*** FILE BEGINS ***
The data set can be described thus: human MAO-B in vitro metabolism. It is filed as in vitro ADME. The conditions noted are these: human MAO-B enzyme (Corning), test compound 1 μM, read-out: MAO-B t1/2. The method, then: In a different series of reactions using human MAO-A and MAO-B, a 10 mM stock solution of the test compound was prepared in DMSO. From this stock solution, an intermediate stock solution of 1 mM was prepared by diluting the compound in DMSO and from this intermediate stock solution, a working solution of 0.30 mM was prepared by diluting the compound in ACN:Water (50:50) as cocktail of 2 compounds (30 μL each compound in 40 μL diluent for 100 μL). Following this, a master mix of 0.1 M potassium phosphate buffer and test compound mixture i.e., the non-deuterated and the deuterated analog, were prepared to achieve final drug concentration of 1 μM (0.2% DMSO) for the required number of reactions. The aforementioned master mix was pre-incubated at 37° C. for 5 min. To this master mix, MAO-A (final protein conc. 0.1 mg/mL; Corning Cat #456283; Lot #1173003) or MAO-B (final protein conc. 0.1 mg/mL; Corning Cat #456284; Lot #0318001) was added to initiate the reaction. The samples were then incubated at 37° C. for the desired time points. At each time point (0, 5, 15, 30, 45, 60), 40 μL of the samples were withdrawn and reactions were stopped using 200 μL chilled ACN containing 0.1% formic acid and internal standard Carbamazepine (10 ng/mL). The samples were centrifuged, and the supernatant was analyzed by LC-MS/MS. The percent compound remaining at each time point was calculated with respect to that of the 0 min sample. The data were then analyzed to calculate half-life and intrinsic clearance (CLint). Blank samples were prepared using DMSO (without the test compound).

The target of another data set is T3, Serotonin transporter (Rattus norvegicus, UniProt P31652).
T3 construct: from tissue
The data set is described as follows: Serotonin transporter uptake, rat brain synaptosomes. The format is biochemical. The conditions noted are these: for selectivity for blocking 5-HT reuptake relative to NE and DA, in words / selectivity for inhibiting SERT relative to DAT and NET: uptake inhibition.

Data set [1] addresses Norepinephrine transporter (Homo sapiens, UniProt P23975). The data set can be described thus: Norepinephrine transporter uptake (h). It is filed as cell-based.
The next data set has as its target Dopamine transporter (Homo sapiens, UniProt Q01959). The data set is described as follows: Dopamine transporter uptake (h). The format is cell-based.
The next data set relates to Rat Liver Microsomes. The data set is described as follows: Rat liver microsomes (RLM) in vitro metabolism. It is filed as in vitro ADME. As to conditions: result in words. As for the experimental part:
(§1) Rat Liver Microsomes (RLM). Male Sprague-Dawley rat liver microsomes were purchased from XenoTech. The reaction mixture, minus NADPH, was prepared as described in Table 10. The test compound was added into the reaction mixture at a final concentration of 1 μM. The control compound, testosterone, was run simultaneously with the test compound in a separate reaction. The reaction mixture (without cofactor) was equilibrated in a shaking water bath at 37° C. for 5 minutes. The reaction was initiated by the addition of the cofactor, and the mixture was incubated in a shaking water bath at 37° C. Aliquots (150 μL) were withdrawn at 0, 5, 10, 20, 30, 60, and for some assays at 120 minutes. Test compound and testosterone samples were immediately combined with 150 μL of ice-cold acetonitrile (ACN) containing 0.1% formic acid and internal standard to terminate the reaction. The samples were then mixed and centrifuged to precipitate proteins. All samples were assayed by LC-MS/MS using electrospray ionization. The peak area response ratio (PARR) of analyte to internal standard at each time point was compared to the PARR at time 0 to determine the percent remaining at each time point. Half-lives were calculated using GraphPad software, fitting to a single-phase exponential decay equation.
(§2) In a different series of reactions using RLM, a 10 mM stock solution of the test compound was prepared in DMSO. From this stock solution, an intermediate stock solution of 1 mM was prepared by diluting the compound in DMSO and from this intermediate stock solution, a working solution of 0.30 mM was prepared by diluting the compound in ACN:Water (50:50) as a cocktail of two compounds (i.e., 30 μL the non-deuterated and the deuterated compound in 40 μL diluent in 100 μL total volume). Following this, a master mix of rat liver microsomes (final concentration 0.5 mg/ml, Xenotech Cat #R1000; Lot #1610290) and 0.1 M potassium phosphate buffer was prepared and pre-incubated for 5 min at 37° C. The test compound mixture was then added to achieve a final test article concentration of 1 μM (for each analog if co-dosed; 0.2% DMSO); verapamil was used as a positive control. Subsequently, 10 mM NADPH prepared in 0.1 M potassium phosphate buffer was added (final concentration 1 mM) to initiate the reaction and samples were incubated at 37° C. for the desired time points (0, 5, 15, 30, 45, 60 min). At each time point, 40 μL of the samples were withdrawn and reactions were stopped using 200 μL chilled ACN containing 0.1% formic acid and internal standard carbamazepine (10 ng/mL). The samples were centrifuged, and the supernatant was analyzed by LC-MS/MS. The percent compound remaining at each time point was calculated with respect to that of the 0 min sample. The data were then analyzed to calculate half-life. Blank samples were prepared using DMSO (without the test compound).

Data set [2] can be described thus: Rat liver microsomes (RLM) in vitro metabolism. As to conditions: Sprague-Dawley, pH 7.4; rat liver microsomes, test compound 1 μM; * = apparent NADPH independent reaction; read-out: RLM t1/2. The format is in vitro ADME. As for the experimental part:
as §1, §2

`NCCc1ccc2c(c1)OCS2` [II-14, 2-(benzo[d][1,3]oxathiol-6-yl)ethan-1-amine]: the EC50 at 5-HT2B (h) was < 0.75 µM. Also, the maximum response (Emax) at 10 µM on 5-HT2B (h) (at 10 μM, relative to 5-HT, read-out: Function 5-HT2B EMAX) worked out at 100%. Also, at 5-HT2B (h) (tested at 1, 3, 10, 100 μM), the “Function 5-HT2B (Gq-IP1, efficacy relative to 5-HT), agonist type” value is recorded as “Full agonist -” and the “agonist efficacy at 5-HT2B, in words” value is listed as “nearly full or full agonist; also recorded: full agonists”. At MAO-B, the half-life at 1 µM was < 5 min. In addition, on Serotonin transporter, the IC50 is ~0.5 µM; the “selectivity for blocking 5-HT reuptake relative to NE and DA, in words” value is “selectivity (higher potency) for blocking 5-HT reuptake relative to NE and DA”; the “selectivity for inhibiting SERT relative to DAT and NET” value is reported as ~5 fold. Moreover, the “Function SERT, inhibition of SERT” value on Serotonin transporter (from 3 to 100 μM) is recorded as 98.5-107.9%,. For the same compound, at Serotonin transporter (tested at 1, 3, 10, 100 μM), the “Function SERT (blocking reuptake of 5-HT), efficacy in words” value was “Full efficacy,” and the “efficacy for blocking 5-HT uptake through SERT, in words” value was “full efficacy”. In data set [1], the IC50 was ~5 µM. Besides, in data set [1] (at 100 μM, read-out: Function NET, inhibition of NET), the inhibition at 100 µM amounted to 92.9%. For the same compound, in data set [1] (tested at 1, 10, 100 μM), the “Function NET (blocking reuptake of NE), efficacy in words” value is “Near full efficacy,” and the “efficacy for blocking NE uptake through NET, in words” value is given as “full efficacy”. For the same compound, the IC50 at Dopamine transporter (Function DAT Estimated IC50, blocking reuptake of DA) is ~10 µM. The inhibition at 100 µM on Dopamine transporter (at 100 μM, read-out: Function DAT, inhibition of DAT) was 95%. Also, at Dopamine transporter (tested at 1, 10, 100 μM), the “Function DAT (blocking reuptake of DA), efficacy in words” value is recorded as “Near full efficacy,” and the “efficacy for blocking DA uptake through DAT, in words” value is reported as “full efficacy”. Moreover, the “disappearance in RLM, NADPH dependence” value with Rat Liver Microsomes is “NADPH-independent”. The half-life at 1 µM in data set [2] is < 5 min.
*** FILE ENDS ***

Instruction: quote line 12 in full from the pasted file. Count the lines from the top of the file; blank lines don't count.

`NCCc1ccc2c(c1)OCS2` [II-14, 2-(benzo[d][1,3]oxathiol-6-yl)ethan-1-amine]: the EC50 at 5-HT2B (h) was < 0.75 µM. Also, the maximum response (Emax) at 10 µM on 5-HT2B (h) (at 10 μM, relative to 5-HT, read-out: Function 5-HT2B EMAX) worked out at 100%. Also, at 5-HT2B (h) (tested at 1, 3, 10, 100 μM), the “Function 5-HT2B (Gq-IP1, efficacy relative to 5-HT), agonist type” value is recorded as “Full agonist -” and the “agonist efficacy at 5-HT2B, in words” value is listed as “nearly full or full agonist; also recorded: full agonists”. At MAO-B, the half-life at 1 µM was < 5 min. In addition, on Serotonin transporter, the IC50 is ~0.5 µM; the “selectivity for blocking 5-HT reuptake relative to NE and DA, in words” value is “selectivity (higher potency) for blocking 5-HT reuptake relative to NE and DA”; the “selectivity for inhibiting SERT relative to DAT and NET” value is reported as ~5 fold. Moreover, the “Function SERT, inhibition of SERT” value on Serotonin transporter (from 3 to 100 μM) is recorded as 98.5-107.9%,. For the same compound, at Serotonin transporter (tested at 1, 3, 10, 100 μM), the “Function SERT (blocking reuptake of 5-HT), efficacy in words” value was “Full efficacy,” and the “efficacy for blocking 5-HT uptake through SERT, in words” value was “full efficacy”. In data set [1], the IC50 was ~5 µM. Besides, in data set [1] (at 100 μM, read-out: Function NET, inhibition of NET), the inhibition at 100 µM amounted to 92.9%. For the same compound, in data set [1] (tested at 1, 10, 100 μM), the “Function NET (blocking reuptake of NE), efficacy in words” value is “Near full efficacy,” and the “efficacy for blocking NE uptake through NET, in words” value is given as “full efficacy”. For the same compound, the IC50 at Dopamine transporter (Function DAT Estimated IC50, blocking reuptake of DA) is ~10 µM. The inhibition at 100 µM on Dopamine transporter (at 100 μM, read-out: Function DAT, inhibition of DAT) was 95%. Also, at Dopamine transporter (tested at 1, 10, 100 μM), the “Function DAT (blocking reuptake of DA), efficacy in words” value is recorded as “Near full efficacy,” and the “efficacy for blocking DA uptake through DAT, in words” value is reported as “full efficacy”. Moreover, the “disappearance in RLM, NADPH dependence” value with Rat Liver Microsomes is “NADPH-independent”. The half-life at 1 µM in data set [2] is < 5 min.